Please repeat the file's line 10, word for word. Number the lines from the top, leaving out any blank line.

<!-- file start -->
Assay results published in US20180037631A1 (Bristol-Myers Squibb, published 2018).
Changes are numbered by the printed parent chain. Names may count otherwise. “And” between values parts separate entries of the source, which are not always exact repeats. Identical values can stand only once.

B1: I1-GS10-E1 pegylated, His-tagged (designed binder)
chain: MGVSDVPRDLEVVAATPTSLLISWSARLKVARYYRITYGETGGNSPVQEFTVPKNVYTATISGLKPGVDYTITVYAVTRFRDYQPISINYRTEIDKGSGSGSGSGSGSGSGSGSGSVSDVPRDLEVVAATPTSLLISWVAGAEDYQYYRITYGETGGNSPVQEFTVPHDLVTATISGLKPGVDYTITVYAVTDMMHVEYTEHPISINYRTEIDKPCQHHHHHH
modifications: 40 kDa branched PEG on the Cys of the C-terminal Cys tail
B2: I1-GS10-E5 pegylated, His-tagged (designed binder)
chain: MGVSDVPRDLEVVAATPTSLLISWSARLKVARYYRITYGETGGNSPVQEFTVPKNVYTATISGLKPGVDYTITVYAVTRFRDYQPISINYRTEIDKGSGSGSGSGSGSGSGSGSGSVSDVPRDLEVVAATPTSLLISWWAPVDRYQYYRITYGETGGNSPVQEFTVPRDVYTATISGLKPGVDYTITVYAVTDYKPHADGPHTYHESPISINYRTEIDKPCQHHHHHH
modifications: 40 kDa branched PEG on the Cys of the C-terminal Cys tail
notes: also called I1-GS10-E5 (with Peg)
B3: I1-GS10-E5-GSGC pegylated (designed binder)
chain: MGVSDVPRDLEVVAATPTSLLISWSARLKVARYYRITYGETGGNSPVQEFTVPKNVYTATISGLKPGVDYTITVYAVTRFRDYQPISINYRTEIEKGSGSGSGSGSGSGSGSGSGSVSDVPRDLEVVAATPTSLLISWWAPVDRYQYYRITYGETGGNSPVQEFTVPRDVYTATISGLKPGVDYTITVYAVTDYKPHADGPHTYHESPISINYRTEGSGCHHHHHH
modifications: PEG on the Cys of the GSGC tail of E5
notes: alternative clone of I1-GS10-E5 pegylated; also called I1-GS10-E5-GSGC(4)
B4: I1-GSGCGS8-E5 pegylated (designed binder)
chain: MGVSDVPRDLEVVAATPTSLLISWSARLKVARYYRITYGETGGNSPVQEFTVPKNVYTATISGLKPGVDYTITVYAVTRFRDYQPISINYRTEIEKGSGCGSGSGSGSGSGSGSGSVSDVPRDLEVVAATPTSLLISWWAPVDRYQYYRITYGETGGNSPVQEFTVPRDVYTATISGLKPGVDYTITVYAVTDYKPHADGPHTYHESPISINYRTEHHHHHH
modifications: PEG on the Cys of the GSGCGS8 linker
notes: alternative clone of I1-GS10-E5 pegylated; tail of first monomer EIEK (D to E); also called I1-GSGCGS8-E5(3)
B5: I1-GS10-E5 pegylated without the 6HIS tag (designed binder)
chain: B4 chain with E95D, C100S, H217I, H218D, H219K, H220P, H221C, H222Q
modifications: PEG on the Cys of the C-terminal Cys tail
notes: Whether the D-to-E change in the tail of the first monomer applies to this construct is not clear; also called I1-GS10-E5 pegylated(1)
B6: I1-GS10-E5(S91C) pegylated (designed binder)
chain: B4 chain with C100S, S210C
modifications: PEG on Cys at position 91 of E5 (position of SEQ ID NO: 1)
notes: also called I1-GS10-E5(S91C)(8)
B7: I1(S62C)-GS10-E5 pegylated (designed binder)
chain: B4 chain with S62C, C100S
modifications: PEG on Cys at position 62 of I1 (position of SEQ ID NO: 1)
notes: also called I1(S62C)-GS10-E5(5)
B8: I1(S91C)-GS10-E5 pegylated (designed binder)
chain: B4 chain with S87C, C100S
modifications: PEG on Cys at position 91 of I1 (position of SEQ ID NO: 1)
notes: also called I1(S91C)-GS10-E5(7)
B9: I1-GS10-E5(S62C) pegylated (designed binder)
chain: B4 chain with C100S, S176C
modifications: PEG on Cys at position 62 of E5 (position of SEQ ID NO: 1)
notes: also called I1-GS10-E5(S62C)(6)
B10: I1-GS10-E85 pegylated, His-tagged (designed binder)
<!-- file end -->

B3: I1-GS10-E5-GSGC pegylated (designed binder)